We at Sports Chaplaincy UK were very shocked and saddened to hear of the recent sudden death of Graham Taylor. Much has been written about his achievements within football and what a genuine, caring man he was. We would whole heartedly echo those sentiments and our thoughts and prayers go out to Graham’s family and all those who knew and loved him within football. We also wish to go on record to show our appreciation of his considerable support of the role of the sports chaplain.
Rev John Boyers, now chaplain at Manchester United was chaplain at Watford from 1977 to 1992. John became chaplain in response to Graham’s plea in the local paper for people from the community to get in touch if they felt they had something to offer the club. As someone who knew Graham well John has kindly put together the following tribute
“Clearly everyone in football acknowledges Graham’s excellence as a coach and a club manager. His record speaks for itself.
But I pay tribute to other aspects of his football life.
He saw the worth of caring, supportive chaplaincy. “I don’t want you Bible-bashing people, but if they ask questions about God and faith, about your views, you are free to answer” was one of his early comments to me. He particularly wanted time and care – pastoral and spiritual care – offered to the staff and players. He saw the club as a family, and knew that at times, families face crises. Some of those facing troubles and difficulty could find confidential, trusted help from a chaplain. So he invited me into the inside of the club, and so helped me to build relationships with staff and players. These in time became trusting relationships, which led to real benefits among the Watford Family. Many people were helped in times of difficulty, trouble, challenge or when they needed someone to talk to confidentially.
Graham cared for people. The chaplain was not a spy for the manager among staff and players. He was a help to any who may need his particular expertise and experience. Sometimes he used the chaplain himself. I recall one discussion with him about his making judgements on people as footballers, which would affect their futures for good or ill. He saw players as people, not objects to be traded. That was care and compassion.
He was an innovator.
Watford became famous for a new style of football club. Players gave time each week to various sorts of community involvement. They visited hospitals, schools, and factories; opened local fetes and fairs; were actively involved with sponsorship events. It was part of their responsibility.
Watford pioneered a family enclosure where whole families could watch the team. There was a crèche room, so younger children could be catered for. The ‘Junior Hornets’ were primary aged school children who were coached (however skilled they were) and taught to enjoy playing football with mum and/or dad watching. He made following Watford a family activity.
Local involvement was paramount. Businesses were involved as sponsors; fans were encouraged to buy kit and track suits; fans became ‘kit sponsors’ – socks, shorts, shirts, boots or full kit – with names in the programme and invitations to a sponsors’ dinner. He once asked Anne and me to sponsor a player (‘And if you can’t afford it I’ll give you the £15,’) because one lesser player had no kit sponsors at all and Graham wouldn’t have wanted that to appear in the programme’s list of kit sponsors. That was compassion, sensitivity.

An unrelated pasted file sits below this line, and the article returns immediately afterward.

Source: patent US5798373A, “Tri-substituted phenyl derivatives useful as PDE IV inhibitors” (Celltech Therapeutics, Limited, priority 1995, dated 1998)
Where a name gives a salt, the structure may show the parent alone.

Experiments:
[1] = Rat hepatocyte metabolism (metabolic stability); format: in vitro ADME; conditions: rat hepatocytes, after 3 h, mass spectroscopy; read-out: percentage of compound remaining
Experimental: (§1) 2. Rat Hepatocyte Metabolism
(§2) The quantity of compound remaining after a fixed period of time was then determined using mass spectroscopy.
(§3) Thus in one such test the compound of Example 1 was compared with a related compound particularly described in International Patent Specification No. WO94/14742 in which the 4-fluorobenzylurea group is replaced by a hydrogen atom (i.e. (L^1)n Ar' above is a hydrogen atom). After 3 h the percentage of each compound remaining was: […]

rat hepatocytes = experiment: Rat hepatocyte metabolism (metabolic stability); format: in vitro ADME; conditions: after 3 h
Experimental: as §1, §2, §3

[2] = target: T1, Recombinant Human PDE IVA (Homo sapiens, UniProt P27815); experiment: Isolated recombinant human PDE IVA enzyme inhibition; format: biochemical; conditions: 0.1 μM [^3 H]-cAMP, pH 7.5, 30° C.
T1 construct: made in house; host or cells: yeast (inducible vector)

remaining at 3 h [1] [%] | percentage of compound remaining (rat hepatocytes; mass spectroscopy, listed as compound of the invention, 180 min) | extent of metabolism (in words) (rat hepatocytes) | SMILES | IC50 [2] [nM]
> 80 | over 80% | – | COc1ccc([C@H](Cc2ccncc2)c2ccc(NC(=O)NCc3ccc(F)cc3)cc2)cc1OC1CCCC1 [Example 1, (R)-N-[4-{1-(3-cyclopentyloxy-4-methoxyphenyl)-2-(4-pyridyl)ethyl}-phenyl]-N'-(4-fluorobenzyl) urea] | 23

He was brilliant with people. One thing I learned from him was his capacity to respond to letters. A letter to Graham Taylor invariably brought a hand written reply from the man himself. His capacity to reply to those who wrote to him was remarkable. Once, one summer evening, he was running through the park and saw me with a group of chaps from church playing 8-a-side football. He ran over, asked if he could join in, put on a bib, and for five minutes played with these guys from church. The impact was awesome: “We played football with Graham Taylor,” they said, as Graham continued his run. It showed his innate ability to relate to and to win over people.
And he did things differently. He was willing to take risks, to try new ideas and continue with them if they worked, to make changes to achieve new goals. He was innovative and creative as a club manager.
His support for chaplaincy wasn’t just at the level of Watford FC. When Sports Chaplaincy UK (then SCORE) became a registered charity he agreed to be one of six on the ‘Board of Reference’. As a high profile name in sport, he was prepared to endorse sports chaplaincy. SCUK owes him a significant debt. Without his openness, there would have been no chaplaincy at Watford FC. Without that, The Baptist Union of Great Britain would not have supported the development of an interdenominational body to develop UK sports chaplaincy. Without that support, SCUK would not be where it is today. SCUK owes much to Graham Taylor.
Rita, and Joanne and Karen, we send our deepest condolences over the death of your wonderful husband and father. We remember him with huge thankfulness and great appreciation. We will pray for you all at this sad and difficult time. We cannot give easy answers to your questions and pain, but we will pray. In your grief, may God comfort you and surround you with His peace.”
Graham very kindly agreed to be interviewed recently about the work of the chaplain in sport an excerpt from which can be viewed here.